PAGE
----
SitNews - Stories in the News - Ketchikan, Alaska

Hear That Lonesome Whistle
By Dave Kiffer


October 04, 2006

Ketchikan, Alaska - Several years ago I was working at KRBD and I got a pretty funny phone call from one of the federal agencies that deal with transportation safety. I can't remember which acronym it used.

On the line was a nice young woman asking me if we had run the public service announcement they had sent a couple of weeks earlier. We usually got somewhere between 20 and 30 different national or statewide PSAs in the mail each week (no internet then) and rarely ran more than a couple of the national ones.

jpg Marine Ferry Taku

The Taku in the East Channel on its way south earlier Saturday evening.
Photo by Ketchikan photographer Carl Thompson -

I didn't remember the particular PSA until she started talking about the importance of railroad crossing safety. Then the light bulb went off.

I remembered laughing with the rest of the staff about how idiotic it would be to promote railroad crossing safety in a community that had no railroads or railroads (I was disregarding the small industrial railroad at the pulp mill, I was pretty sure the folks in Ward Cove were promoting safety around that one.).

I tried to explain to her that we just weren't in "railroad country" around these here parts, but she would hear none of it.

"Really," she said at one point, starting to get exasperated. "This is a big safety issue, especially in rural areas like yours. You must hear them when you lie in bed at night. I do."

But here in Ketchikan, I tried to explain, I didn't. Finally, I gave up and told her we'd run the radio PSA. We did. One time.

Sure enough, some goofus called up the station. He claimed his name was "Boxcar Willie."

"Just thought you'd want to know," he said, snarkily. "There ain't no trains 'round here."

"We have listeners in Prince Rupert," I snarked back.

Hey, at least I knew what a railroad was.

A "joke" had made the rounds in my sixth grade class at Houghtaling many, many, many moons previously.

It was the one that starts out "Railroad crossing look out for cars, can you spell that without any r's?"

The trick is that the listener can't spell railroad and cars without "any r's" but they don't realize that you actually asked them to spell the word "that."

I told it it to my good friend Brucie. Brucie had never been off the island in his 12 years of life. He looked puzzled.

"That," I said. "Can you spell 'that.' T-H-A-T. Don't you get it?"

He shook his head.

"No," he said. "What the heck's a railroad?"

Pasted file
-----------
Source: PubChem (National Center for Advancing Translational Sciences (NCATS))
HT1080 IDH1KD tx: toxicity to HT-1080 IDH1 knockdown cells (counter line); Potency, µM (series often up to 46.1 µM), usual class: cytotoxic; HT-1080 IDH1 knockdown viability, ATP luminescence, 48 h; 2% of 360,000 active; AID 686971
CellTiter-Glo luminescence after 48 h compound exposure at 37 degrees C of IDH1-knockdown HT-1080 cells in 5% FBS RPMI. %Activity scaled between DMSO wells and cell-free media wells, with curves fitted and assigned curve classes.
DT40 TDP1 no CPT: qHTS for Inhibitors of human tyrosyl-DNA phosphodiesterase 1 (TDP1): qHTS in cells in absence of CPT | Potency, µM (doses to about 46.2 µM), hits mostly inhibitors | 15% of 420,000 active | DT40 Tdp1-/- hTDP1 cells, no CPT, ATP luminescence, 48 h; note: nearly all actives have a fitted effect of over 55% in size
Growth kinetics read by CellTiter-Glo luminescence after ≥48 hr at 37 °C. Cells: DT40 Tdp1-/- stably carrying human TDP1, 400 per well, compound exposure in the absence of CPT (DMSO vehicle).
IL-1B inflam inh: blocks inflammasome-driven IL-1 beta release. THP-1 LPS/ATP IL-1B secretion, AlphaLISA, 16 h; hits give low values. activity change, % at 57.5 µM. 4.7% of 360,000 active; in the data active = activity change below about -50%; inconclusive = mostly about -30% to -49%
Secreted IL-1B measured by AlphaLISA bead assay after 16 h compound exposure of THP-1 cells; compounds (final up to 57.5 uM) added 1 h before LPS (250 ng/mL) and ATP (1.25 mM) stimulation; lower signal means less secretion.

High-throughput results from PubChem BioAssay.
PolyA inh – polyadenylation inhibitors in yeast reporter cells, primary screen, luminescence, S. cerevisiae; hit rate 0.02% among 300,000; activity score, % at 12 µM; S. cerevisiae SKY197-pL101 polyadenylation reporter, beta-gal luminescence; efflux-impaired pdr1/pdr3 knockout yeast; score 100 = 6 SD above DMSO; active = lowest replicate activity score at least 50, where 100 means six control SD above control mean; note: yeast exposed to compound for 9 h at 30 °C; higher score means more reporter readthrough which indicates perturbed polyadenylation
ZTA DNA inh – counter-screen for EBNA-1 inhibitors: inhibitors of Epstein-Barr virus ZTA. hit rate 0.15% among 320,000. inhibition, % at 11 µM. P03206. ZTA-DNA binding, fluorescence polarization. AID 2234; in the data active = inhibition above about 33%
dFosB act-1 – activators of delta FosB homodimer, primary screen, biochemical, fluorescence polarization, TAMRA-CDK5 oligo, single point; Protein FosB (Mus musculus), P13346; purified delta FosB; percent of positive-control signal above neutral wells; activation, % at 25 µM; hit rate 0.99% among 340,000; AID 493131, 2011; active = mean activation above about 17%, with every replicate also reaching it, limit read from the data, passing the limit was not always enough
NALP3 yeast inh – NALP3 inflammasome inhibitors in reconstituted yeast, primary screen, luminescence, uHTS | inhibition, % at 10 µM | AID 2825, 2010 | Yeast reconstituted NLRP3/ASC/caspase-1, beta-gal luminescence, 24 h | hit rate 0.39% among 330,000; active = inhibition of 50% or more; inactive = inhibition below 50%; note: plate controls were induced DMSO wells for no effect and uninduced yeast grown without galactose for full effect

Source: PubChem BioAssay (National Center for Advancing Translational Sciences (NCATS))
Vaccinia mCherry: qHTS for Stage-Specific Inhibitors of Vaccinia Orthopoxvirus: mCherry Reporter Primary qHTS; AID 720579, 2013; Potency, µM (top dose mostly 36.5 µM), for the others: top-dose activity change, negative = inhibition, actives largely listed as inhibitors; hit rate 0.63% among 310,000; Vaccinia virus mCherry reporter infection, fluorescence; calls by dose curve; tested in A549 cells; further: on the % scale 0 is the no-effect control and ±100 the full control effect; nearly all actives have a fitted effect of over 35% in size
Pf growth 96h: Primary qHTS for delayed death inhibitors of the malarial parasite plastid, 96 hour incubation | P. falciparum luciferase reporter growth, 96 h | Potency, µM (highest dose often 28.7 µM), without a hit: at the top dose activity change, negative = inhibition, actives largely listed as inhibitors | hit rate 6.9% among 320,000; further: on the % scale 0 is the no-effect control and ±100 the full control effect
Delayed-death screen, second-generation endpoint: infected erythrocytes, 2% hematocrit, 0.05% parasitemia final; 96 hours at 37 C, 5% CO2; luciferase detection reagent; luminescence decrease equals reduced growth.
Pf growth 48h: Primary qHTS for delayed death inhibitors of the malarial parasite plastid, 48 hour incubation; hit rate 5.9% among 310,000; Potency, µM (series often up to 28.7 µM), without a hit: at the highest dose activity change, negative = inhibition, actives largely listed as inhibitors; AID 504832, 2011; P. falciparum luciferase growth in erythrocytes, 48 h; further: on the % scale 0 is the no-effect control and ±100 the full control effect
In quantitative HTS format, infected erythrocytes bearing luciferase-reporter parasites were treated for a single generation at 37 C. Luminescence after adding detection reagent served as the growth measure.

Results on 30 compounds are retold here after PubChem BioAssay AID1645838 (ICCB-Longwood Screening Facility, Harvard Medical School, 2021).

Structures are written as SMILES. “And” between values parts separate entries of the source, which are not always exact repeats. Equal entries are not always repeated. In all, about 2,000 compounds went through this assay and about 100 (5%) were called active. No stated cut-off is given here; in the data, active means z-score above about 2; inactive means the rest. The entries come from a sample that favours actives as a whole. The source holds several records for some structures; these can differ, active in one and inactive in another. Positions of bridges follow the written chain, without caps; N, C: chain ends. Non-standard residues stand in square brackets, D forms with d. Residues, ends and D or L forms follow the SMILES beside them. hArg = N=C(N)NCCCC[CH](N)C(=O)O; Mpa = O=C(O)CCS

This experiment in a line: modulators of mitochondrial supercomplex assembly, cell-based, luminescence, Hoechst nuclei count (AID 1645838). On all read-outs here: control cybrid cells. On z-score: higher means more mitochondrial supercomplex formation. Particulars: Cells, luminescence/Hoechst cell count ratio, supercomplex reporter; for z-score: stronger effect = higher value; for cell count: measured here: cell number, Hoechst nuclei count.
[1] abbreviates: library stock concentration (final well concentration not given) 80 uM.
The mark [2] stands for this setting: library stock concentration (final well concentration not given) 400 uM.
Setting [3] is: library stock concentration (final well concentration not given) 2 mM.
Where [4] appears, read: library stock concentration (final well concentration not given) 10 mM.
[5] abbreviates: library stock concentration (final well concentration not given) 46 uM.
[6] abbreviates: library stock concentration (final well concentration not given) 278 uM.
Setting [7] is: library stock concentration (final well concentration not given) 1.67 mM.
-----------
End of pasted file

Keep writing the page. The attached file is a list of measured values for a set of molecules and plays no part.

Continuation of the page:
So it goes.

I was thinking about trains a few days ago when I was having dinner with my family at Jeremiah's.

No, despite all the chaos taking place nearby on Tongass, the DOT was not laying down train tracks.

But I was looking out the windows at the state and IFA ferries coming and going across the street. It was a busy evening in the waters off what locals used to call Charcoal Point.

While Ketchikan didn't have trains to leave "their lonesome whistles" in the night, we did have ferry boats providing the same sometimes mournful midnight refrain.

In the old days, ferries used to blow their horns as they passed town heading for the terminal. To let folks know they were in because it wasn't all that often that they were adhering to the printed schedule.

And old-timers will tell you that the ferries always seemed to be arriving in the "wee" hours. No matter where the Blue Canoes were headed to or headed from, they always seemed to be arriving in Ketchikan sometime between 2 and 4 am.

The arrival whistle was not only mournful, but it was usually loud enough to wake up everyone along the waterfront. And God forbid if it was foggy. The foghorn would rattle the windows of Ketchikan for an hour as the Malaspina, Matanuska or Taku would edge its way to the dock.

Since the horns would rattle our windows near Bar Harbor, I never thought of them as mournful. But they made me sad nonetheless.

I was born with the traveling gene and - to me - the ferries meant someone - obviously not me - was going somewhere. Even if it just meant Wrangell or Prince Rupert, it still meant that someone else was taking a trip, was on the whale road, was cruising the marine highway., was getting "out of Dodge."

It made me wistful for the adventure that was taking place in those staterooms and in the solarium. It made me wish I was pretzeled up in one of those lounge chairs or laying in a sleeping bag in the aisle.

They could be going somewhere fun! Somewhere warm! Somewhere that didn't have 157 adjectives for rain!

Okay, so Wrangell and Petersburg weren't exactly Washington or Paris, but - hey - once you got headed out, who knew where you would finally end up?

The only reason I was in Ketchikan was because my ancestors couldn't stay put elsewhere. Like I said, I had the traveling gene.

Although I wasn't trapped in a cell like Johnny Cash's "Folsom Prison Blues" killer, I was trapped on dear Revillagigedo. The ferry boats represented an escape, albeit a slow and stately one (36 hours to Seattle!).

In later years, the jets leaving Gravina would elicit a similar wistful feeling (90 minutes to Seattle!) but the ferries still gave me a greater sense of sadness.

More like the lovelorn character in "Blues In the Night" (hear that lonesome whistle, whooo eeee!).

Maybe it's because the jets blast off quickly in a roar of engines, zipping up into the clouds, while the ferry boat - especially its lights at night- seems to linger at the edge of the horizon, tantalizingly close but moving farther away each second ike some galaxy you will never get to visit.

And I'm still not on it.


Dave Kiffer is a freelance writer living in Ketchikan, Alaska.
Contact Dave at

Dave Kiffer ©2006

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